Monday, February 06, 2012


Study Tips

Erasmus, letter to Peter Gillis (October 6, 1516, tr. Francis Morgan Nichols):
Most of our diseases proceed from the mind, and you will be less upset by the labours of study, if you regulate your studies by reason. Arrange your library, and all your letters and papers, in certain settled places. Do not allow yourself to be attracted now to one author and now to another, but take one of the best in your hands with no intention of letting him go until you have come to the last page, noting, as you go on, whatever seems worth remembering. Lay down for yourself a definite scheme of life, determining what you want to do, and at what hours; and do not crowd one thing upon another without finishing what you begin first; in this way you will lengthen your day, which is now almost totally lost. And whereas you find fault with your memory, you will do well, in my opinion, to make a diary for each year,—it is no great trouble to do so,—and note down daily, in a word or two, if anything has taken place that you wish not to forget.

Plerique morbi nobis ab animo proficiscuntur, et minus offenderis studii laboribus, si ratione studia tua modereris. Bibliothecam tuam, epistolas ac schedas omneis in certos nidulos redigas, neque temere nunc in hunc, nunc in illum autorem rapiaris, sed unum aliquem ex praecipuis in manus sumito, non relicturus prius, quam ad calcem usque perveneris, annotatis interim, quae digna memoratu videantur. Certum aliquod vitae genus ipse tibi praescribito, quid quibus horis agere velis. Nec alia super alia congere, nisi prioribus explicatis: ita diem, qui nunc pene totus intercidit, tibi reddideris longiorem. Et quoniam incusas memoriam, mea sententia profuerit, si in singulos annos fastos pares, non est res magni negocii, singulisque diebus annotes verbo, si quid extiterit, quod nolis oblivisci.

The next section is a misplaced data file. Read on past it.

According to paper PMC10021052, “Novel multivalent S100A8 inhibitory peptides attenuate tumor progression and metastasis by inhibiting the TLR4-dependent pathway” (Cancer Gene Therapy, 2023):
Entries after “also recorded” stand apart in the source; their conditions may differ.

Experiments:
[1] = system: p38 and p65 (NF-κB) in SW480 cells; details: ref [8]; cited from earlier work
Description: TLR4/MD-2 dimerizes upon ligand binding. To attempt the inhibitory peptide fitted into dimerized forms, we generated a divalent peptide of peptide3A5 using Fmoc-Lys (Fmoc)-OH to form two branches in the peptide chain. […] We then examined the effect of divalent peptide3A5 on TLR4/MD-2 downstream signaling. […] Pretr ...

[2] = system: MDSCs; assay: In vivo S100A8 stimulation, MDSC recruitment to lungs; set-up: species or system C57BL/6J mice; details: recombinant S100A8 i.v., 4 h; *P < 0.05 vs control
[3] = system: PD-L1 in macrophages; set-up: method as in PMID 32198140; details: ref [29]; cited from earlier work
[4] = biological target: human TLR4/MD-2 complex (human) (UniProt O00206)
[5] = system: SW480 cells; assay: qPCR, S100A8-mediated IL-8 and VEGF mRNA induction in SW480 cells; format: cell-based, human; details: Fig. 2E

Matthias Stom, Young Man Reading by Candlelight

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